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Page v. Downs

Supreme Court of New Hampshire Carroll
Oct 31, 1973
311 A.2d 130 (N.H. 1973)


No. 6569

Decided October 31, 1973

1. When a description in a deed is unambiguous, reference in the deed to a prior deed may not be used as evidence that the grantor intended to convey less property than that included in the description, nor may the reference to a prior deed be used to create an ambiguity.

2. The word "about" in a description such as "about twenty rods deep" is a word of caution and creates no ambiguity.

3. Common-owner Morrison's 1884 description of part of property he was conveying as being "about twenty rods" by a road and as being the "same three acres" he had bought in 1857 from Hoyt, the previous common owner who had described the part conveyed to Morrison as being 18 rods by the road, was an unambiguous description unaffected by the reference to the 1857 deed.

Wescott, Millham Dyer (Mr. Harold E. Wescott orally) for the plaintiffs.

James J. Kalled, by brief and orally, for the defendant.

This boundary line dispute presents the issue of whether the evidence affords any basis for upholding the trial court's general verdict in favor of plaintiffs' line assertion.

The plaintiffs, Esther and Milton Page, filed a bill in equity to quiet title by establishing the boundary line between plaintiffs' and defendant's property in Tuftonboro. Plaintiffs initially brought suit claiming title by deed, but later added a pleading claiming the establishment of the same line by adverse possession. Defendant, Olga Downs, counterclaimed to quiet title by construction of her deed and in the alternative counterclaimed for damages for breach of plaintiffs' ancestors' warranty deed and "for such other relief as may be just". Trial with a view before the Superior Court (Batchelder, J.) resulted in a general verdict for plaintiffs. Defendant seasonably excepted both to the granting of plaintiffs' requested findings of fact and to the denial of certain of defendant's requested findings of fact and rulings of law. All questions raised by these exceptions were reserved and transferred.

The disputed boundary runs perpendicular to Route 109 with the plaintiffs' land lying to the north and defendant's land lying to the south. The southerly end of defendant's frontage on the road is not in dispute. The question is, however, whether that frontage is 18 rods or 20 rods.

By deed dated 1857, Nathaniel Hoyt, a common owner, conveyed to Jonathan Morrison, a predecessor in title of the defendant, a parcel 18 rods on the highway and "about twenty-six rods deep" containing three acres. By deed dated 1884, John D. Morrison, then the common owner of both parcels, conveyed three acres to Orlando Richardson described as beginning at the undisputed corner and running northerly by the road "about twenty (20) rods" and running easterly "about twenty-four (24) rods". This description contains the following words: "containing three acres, being the same three acres bought of Nathaniel Hoyt by Jonathan Morrison". Each subsequent description in the defendant's chain (five in number) is identical to that of the 1884 deed except that the word "same" is eliminated in the reference clause. One of these conveyances was from Elizabeth Lord in 1927 who at that time was the common owner of both parcels. The defendant claims that the 20-rod frontage governs while the plaintiffs contend that the reference to the 1857 deed makes the 18 rods therein control. Defendant counters by contending that the 1884 and subsequent deeds are unambiguous and therefore the reference to the 1857 deed cannot be considered under the rule stated in Finlay v. Stevens, 93 N.H. 124, 129-30, 36 A.2d 767, 771 (1944).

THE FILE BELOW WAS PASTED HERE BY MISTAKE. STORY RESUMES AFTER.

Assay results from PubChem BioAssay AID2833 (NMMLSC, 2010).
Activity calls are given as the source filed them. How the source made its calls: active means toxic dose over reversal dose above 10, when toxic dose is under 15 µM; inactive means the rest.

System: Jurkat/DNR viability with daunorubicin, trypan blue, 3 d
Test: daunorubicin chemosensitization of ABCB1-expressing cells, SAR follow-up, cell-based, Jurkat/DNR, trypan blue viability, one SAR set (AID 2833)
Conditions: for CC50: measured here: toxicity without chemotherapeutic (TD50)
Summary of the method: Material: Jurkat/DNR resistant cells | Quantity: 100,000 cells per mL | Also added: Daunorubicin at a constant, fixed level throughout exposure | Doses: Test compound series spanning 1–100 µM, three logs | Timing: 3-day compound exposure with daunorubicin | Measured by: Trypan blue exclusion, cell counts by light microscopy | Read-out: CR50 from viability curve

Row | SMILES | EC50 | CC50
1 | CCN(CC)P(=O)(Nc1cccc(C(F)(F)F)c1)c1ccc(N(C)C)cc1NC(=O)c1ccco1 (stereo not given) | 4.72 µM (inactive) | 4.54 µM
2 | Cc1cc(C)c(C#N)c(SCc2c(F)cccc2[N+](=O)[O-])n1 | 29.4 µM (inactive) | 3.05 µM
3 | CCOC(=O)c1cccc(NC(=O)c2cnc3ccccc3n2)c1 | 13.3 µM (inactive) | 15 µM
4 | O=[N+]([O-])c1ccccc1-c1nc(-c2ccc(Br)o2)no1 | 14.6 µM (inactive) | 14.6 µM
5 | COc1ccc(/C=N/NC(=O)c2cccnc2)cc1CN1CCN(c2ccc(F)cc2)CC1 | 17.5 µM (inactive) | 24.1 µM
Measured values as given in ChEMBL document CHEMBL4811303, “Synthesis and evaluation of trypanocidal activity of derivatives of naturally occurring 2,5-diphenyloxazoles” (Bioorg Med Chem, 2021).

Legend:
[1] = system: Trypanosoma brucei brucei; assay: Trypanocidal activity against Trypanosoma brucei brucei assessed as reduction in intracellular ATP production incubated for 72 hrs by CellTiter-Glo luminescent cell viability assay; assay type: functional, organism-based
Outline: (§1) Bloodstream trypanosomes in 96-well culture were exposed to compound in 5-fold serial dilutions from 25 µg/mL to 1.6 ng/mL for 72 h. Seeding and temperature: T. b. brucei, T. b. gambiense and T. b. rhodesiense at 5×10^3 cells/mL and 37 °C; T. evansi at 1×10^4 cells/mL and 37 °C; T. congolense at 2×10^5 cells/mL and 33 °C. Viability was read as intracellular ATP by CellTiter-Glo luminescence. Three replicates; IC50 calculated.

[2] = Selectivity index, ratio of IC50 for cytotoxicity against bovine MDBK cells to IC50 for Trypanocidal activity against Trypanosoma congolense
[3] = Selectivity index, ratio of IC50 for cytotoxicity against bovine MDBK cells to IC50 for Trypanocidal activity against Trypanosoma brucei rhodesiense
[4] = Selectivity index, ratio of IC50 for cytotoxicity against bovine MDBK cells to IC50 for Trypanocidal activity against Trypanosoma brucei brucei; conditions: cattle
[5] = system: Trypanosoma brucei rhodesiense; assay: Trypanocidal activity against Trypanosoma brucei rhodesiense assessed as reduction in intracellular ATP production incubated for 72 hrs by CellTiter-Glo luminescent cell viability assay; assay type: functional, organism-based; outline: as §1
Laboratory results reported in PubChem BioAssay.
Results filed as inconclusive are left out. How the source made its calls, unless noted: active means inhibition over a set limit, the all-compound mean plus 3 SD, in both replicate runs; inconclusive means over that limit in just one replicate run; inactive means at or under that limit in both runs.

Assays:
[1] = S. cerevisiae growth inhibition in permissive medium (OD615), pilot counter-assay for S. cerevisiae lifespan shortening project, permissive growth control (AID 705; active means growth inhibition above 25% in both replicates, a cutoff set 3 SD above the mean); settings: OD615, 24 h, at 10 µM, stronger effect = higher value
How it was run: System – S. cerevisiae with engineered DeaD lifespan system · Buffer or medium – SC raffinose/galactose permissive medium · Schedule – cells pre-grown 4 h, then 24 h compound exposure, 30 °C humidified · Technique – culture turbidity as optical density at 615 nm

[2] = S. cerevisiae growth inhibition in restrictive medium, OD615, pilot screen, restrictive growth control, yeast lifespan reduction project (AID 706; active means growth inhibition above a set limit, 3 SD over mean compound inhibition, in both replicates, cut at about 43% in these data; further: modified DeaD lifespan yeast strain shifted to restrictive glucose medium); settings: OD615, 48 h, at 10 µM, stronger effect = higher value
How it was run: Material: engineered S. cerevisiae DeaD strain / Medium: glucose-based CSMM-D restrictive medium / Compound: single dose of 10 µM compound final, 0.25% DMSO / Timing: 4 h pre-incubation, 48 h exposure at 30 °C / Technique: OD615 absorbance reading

Under the rule of Finlay, when the description is unambiguous, the reference to a prior deed may not be used as evidence that the grantor intended to convey less than is included in the description nor may the reference to a prior deed be used to create an ambiguity. The reference is used only to identify.

The description in the deeds in defendant's chain of title beginning with the deed from Morrison to Richardson in 1884 is clear and unambiguous when read without consideration of the reference clause. The point of beginning is not in dispute and the first bound runs along the highway "about 20 rods". This is two rods or 33 feet more than is called for in the 1857 deed from Nathaniel Hoyt. The word "about" is merely a word of caution and creates no ambiguity. 23 Am. Jur. 2d Deeds § 247 (1965). Morrison owned the extra two rods at the time of conveyance and therefore could legally convey it. The description has not varied since that time. Both parcels came back again into a common owner, i.e., Elizabeth Lord, who in conveying to Newman, defendant's predecessor in title, in 1927 used the same description which conveyed a frontage of "about 20 rods". The plaintiffs who also claim under Elizabeth Lord did not acquire their title until 1938.

We hold that the deeds in the defendant's chain of title conveyed 20 rods on the road and that, under the rule of Finlay v. Stevens, the reference clause may not be used to reduce it to 18 rods. Hence the deeds under which the plaintiffs claim could not include any part of the 20 rods previously conveyed. There remains the question whether plaintiffs have acquired title to the two-rod disputed strip by adverse possession of which there was evidence. The matter is therefore remanded to the trial court for a resolution of this issue.

Exceptions sustained in part; remanded.

All concurred.

Summaries of

Page v. Downs

Supreme Court of New Hampshire Carroll
Oct 31, 1973
311 A.2d 130 (N.H. 1973)
Case details for

Page v. Downs

Case Details

Full title:ESTHER L. PAGE a. v. OLGA DOWNS

Court:Supreme Court of New Hampshire Carroll

Date published: Oct 31, 1973


311 A.2d 130 (N.H. 1973)
311 A.2d 130

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